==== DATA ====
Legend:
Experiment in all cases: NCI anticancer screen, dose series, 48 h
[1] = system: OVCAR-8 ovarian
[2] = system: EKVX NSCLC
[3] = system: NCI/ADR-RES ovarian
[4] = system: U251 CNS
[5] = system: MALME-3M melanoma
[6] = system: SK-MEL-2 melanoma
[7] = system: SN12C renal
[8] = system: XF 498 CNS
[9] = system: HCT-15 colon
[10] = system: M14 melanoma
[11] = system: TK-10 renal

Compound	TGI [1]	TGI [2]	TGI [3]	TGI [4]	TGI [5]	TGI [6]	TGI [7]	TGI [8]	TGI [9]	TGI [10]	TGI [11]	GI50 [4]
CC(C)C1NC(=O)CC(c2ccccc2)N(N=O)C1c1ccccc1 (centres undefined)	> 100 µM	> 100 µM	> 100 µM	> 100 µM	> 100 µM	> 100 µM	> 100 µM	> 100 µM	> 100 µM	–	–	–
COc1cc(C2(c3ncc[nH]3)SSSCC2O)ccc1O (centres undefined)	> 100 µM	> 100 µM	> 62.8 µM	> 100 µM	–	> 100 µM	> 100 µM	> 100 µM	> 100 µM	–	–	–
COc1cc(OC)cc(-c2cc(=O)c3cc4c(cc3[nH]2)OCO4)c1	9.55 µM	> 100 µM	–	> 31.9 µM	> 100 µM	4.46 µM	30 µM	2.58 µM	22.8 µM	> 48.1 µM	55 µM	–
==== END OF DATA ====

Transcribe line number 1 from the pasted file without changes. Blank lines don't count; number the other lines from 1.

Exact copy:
Legend: